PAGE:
The Ole Ball Game

why do base runners keep their batting gloves in their hands after taking the gloves off?

by dan shea
(wash dc)

Good sliding technique, hands in the air, off the ground

Good sliding technique, hands in the air, off the ground

Good sliding technique, hands in the air, off the ground Good slide, but the hand on the ground can lead to an injury

Dan asked: Why do base runners keep their batting gloves in their hands after taking the gloves off? Rationale for base runner keeping gloves in hand?


Rick answered: Dan, thank you for your question.

When players keep their batting gloves in their hands on the bases, they are doing so to help keep their hands in the air should they need to slide.

When your hands have a grip on something, you tend not to drag them on the ground as you slide, thus reducing the chance of a strained wrist ligament or a broken bone.

Prior to the prevelance of batting gloves, base runners were taught to pick up a hand full of dirt in each hand, thus providing the runner with something to grip.

As you look at the photos above, the first one shows a player sliding into second, with both hands up. He doesn't have the gloves in his hands, he still has them on. Doesn't need the help.

The second picture the player has dropped his left hand on the ground as he slid. He has no gloves.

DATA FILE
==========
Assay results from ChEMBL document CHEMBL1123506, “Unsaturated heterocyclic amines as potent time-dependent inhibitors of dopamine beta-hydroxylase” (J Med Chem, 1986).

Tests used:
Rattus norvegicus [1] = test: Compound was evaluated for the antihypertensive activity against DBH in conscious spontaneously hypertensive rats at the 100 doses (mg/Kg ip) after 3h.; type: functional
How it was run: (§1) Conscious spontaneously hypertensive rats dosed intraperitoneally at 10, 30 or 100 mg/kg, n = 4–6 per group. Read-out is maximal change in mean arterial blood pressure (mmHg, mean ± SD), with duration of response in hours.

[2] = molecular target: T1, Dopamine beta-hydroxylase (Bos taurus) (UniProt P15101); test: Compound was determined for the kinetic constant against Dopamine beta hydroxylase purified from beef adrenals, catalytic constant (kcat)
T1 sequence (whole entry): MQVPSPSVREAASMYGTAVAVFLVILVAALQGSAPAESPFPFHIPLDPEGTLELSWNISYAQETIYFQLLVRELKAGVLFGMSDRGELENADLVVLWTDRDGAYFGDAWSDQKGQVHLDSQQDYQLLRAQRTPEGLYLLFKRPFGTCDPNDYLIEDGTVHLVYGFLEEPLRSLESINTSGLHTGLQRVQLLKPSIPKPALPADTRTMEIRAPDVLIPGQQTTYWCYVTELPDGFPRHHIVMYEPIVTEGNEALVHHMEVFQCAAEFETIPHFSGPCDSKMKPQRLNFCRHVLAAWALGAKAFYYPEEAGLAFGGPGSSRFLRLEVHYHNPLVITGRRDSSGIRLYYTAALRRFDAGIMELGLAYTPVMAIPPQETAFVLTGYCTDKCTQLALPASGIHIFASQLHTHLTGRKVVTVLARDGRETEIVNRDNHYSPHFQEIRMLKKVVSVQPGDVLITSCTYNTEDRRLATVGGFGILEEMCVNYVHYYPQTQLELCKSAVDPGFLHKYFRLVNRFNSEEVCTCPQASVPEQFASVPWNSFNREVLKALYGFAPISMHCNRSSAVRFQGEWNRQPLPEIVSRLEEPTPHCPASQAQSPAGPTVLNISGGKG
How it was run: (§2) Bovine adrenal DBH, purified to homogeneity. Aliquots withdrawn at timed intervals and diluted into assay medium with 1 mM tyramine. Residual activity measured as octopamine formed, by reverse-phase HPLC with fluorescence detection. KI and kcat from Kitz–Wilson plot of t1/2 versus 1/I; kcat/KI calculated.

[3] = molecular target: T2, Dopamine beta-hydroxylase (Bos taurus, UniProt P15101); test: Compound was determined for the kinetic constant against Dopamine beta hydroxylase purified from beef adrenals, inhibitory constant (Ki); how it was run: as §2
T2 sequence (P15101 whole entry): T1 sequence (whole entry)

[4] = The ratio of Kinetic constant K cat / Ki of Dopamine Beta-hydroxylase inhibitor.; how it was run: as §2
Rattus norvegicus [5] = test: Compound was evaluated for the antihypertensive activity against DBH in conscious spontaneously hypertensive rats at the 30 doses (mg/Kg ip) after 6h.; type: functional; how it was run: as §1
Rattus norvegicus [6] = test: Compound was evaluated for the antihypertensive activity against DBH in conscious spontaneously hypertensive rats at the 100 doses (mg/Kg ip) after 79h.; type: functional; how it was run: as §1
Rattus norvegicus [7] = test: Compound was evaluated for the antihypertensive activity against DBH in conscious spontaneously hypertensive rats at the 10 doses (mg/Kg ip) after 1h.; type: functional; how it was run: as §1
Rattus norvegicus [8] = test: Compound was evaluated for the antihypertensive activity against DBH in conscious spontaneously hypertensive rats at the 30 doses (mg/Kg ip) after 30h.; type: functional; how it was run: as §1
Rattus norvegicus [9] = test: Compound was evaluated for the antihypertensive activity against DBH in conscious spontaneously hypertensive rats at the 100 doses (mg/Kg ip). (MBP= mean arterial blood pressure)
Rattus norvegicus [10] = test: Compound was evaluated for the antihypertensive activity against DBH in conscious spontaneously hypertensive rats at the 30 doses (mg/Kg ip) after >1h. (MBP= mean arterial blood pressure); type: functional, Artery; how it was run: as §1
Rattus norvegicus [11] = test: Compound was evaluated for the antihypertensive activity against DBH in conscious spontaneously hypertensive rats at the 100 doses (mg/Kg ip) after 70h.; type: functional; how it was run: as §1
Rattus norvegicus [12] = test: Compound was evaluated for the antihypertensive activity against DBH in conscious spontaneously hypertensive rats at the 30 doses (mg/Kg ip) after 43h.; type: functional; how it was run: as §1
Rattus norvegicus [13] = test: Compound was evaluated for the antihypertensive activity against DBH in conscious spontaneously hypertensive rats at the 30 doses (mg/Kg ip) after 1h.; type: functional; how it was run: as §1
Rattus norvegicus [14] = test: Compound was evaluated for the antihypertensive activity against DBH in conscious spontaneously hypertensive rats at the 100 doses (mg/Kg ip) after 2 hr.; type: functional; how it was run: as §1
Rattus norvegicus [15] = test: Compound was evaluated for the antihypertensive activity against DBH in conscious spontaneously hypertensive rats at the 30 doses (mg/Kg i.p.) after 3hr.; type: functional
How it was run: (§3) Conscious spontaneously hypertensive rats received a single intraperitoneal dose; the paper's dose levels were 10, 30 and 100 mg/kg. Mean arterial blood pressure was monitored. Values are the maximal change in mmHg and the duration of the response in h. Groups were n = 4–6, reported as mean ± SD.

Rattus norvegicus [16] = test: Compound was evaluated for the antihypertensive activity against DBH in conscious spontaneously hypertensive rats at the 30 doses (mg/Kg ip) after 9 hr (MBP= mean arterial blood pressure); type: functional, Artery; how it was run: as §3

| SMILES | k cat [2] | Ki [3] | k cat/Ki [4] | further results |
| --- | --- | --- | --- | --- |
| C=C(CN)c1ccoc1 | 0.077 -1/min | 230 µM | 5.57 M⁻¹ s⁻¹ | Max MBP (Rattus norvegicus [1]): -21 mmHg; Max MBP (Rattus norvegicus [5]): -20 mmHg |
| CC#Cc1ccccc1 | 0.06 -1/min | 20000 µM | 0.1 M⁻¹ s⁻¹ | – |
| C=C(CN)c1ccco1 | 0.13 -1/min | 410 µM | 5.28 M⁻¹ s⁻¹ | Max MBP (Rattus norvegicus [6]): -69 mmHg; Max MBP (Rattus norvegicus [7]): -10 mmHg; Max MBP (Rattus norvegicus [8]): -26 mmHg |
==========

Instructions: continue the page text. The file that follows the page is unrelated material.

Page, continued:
Generally personal preference. You can certainly learn to slide without dragging a hand on the ground. The level of competition and experience isn't necessarily a factor, as the first picture is a high school player, the second an MLB player.

Personally, I broke my wrist in High School sliding and dragging my right hand. I became more cautious after that, and tend to coach that way also.

There are undoubtedly more players at all levels who drag a hand, than there are those that keep them both in the air. For the number of slides made, probably not an alarmingly high number of wrist injuries; but the potential is there.

Once it happens to you, it then becomes a factor. Broken or sprained wrist, pretty tough to play the game with either. Better to be safe.

Yours in baseball,

Rick

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